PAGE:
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Classifying Bundles; Fixed Base and Fiber

  1. Jun 16, 2010 #1
    Hi, everyone:

    I am trying to find a result for the number of bundles (up to bundle iso.) over a fixed
    base and fixed fiber. For example, for B=S<sup>1</sup> , and fiber I=[0,1]
    I think that there are two; the cylinder and the Mobius strip.

    I think that the reason there are two (classes of) bundles is that there are
    only two isotopy classes in Hom(I,I) , where Hom is a homeomorphism;
    the class of the identity, and the class of the map f(t)=1-t, so that one copy of I .

    Also: how can we count the number of bundles over S<sup>1</sup> x
    S<sup>1</sup>.? The obvious bundles are the ones defined as product
    bundles of the bundles above, i.e., cylinderxcylinder, etc. Is there a way
    of knowing if the product bundles are the only bundles over S<sup>1</sup> x
    I guess if the above ideas is correct, we should consider the isotopy classes
    of Hom(IxI,IxI ).

  2. jcsd
  3. Jun 16, 2010 #2
    Re: Classifying Bundles; Fixed Base and Fiber. Correction.

    Sorry, in the entry above, I meant to mention the Isotopies of the Structure
    Group G of the fiber ( which is I=[0,1] in this case) in general, and not just
    Hom(I,I) , or , more generally, Hom (F,F).
  4. Jun 21, 2010 #3
    In the circle case, you're correct. In the case of vector bundles, there's a bijection between isomorphism classes or rank k bundles and homotopy classes of maps [M,Gr(k)], where Gr(k) is the set of k planes in R^{infinity}.

    In the case of a compact lie group, replace Gr(k) with BG.

    In your case with the circle (although I think you might want to replace [0,1] with R, to coincide with the definition that a fiber bundle has manifolds without boundary), we look at [S^1,Gr(1)]. Since Gr(1) is the direct limit of real projective spaces, it has Z/2 as fundamental group, coinciding with your guess.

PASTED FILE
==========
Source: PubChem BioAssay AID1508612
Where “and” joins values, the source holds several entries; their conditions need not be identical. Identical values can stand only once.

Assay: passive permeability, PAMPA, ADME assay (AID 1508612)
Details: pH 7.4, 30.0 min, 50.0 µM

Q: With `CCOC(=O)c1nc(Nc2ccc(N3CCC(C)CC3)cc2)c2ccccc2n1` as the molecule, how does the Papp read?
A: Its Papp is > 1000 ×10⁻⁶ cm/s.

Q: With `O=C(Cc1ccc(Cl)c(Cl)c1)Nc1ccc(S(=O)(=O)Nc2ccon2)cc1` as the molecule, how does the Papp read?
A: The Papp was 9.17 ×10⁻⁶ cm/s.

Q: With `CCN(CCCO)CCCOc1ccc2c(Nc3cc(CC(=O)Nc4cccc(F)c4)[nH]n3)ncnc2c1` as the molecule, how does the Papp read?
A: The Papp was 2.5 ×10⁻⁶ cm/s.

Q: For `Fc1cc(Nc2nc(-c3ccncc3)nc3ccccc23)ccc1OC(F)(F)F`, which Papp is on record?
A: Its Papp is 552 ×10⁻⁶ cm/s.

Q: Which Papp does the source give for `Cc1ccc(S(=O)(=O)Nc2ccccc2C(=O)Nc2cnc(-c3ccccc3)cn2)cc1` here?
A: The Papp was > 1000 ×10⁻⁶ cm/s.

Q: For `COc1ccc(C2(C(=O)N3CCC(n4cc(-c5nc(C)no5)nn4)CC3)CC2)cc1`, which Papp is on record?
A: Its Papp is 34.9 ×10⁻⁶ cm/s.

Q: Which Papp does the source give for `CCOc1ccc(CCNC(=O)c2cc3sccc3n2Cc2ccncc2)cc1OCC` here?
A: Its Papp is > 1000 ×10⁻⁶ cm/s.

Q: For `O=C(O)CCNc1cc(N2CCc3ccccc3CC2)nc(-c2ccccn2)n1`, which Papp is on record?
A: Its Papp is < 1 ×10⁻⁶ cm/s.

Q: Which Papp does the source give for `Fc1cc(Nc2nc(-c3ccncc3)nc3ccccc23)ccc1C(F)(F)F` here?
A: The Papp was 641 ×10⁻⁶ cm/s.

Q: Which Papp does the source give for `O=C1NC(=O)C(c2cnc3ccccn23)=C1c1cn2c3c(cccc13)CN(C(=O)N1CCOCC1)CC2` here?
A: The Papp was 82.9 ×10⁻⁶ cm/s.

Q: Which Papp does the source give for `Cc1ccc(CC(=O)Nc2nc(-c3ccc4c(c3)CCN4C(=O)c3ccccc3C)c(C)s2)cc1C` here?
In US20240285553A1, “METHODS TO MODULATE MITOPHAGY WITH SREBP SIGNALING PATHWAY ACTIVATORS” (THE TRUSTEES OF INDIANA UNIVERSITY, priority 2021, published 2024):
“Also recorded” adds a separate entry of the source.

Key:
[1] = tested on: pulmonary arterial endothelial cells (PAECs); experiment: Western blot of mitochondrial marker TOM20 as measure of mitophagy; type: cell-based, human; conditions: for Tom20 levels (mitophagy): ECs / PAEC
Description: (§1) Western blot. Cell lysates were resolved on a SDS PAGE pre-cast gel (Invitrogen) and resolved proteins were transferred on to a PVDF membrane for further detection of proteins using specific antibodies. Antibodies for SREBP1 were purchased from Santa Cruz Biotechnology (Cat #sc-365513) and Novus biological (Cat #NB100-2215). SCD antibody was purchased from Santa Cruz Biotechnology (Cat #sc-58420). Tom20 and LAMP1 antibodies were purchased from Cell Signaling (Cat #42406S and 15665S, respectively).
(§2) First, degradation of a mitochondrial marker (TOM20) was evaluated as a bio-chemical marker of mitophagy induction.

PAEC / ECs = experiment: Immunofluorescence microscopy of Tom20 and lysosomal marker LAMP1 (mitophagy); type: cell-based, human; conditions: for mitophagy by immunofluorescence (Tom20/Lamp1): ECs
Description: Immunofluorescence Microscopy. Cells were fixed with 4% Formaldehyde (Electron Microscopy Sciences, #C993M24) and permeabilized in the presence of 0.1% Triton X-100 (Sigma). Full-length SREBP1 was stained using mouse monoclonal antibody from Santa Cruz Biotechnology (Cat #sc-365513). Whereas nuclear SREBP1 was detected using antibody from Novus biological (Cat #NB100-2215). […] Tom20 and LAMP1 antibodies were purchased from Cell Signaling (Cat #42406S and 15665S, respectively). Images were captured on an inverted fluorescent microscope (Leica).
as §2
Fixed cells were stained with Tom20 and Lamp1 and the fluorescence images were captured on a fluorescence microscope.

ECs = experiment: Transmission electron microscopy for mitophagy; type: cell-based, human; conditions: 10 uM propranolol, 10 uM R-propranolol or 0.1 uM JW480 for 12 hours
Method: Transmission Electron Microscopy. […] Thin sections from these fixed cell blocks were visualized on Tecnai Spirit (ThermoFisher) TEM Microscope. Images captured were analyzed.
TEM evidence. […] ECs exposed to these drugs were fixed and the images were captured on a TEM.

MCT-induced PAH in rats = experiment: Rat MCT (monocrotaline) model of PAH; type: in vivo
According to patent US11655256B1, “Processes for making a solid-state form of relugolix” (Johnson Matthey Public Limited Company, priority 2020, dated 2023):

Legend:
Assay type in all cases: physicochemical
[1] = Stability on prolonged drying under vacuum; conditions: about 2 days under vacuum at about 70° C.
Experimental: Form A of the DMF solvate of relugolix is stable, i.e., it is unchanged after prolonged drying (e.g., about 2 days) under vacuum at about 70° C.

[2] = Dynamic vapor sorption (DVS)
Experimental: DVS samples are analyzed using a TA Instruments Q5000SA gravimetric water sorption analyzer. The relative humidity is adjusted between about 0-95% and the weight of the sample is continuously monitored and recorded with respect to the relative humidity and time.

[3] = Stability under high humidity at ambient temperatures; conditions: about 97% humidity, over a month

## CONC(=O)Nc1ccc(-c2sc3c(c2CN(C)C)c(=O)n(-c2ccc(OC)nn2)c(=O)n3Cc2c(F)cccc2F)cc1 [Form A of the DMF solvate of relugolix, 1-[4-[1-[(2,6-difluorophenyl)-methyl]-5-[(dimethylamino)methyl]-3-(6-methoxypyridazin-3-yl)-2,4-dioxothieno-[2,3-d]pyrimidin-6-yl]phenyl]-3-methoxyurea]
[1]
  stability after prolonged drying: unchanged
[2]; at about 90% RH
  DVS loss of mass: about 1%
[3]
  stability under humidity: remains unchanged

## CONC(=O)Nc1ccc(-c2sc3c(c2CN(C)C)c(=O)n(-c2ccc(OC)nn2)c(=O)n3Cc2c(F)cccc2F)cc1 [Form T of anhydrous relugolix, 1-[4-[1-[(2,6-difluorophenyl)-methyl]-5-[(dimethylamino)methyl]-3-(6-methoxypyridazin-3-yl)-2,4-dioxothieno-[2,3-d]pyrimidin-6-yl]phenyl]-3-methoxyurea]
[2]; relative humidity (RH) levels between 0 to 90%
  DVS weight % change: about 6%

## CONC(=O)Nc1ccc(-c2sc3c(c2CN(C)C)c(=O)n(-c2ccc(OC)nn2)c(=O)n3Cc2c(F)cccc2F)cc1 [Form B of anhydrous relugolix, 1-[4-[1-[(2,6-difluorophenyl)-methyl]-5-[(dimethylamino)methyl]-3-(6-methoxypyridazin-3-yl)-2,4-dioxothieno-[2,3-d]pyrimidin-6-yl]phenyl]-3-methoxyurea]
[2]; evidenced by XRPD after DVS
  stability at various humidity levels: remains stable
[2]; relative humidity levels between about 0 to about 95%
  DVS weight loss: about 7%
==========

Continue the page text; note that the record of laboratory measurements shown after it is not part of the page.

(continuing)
5. Jun 21, 2010 #4
    Although, it should be remarked in general that the computation of such homotopy classes is a nontrivial undertaking. That's why one looks at characteristic classes as a more computable way of determining when two bundles aren't isomorphic.

    That said, there are times when it's very easy: take oriented rank two bundles. Then they have complex structures, and the homotopy classes are parametrized by [M, CP^{infinity}]=H^2(M,Z), since CP^{infinity} is a K(Z,2).
  6. Jun 22, 2010 #5


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    I also think - but may be wrong - that in some cases you can not count the isomorphism classes of vector bundles. For instance the isomorphism classes of flat vector bundles over a Riemann surface look like the conjugacy classes of representations of the fundamental group in the general linear group. For genus greater than 1,this seems to form an algebraic variety - with singularities. Maybe someone could refute or verify this.
  7. Jun 22, 2010 #6


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    I wonder if the opening poster isn't expected to just count them via descent -- cover the torus with discs, then count all isomorphic ways to put bundles on each possible intersection and specify the inclusion maps.

    (Hrm. Maybe covering the torus with cylinders would be easier?)
  8. Jun 22, 2010 #7
    Also, perhaps we should specify what we mean by isomorphism :) The isomorphisms that Lavinia and I refer to are very different.
  9. Jun 24, 2010 #8


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    I think bundle equivalence has meaning only with respect to a given structure group. For instance the twisted torus is a non-trivial flat circle bundle over the circle with structure group Z/2Z but is equivalent to a trivial circle bundle over the circle with the structure group of rotations of the plane.

    In the Riemann surface example, the equivalence classes of vector bundles with discrete structure group look like a quotient space of an algebraic variety - but over the general linear group they are completely different - but I do not know what they actually look like.
    Last edited: Jun 24, 2010
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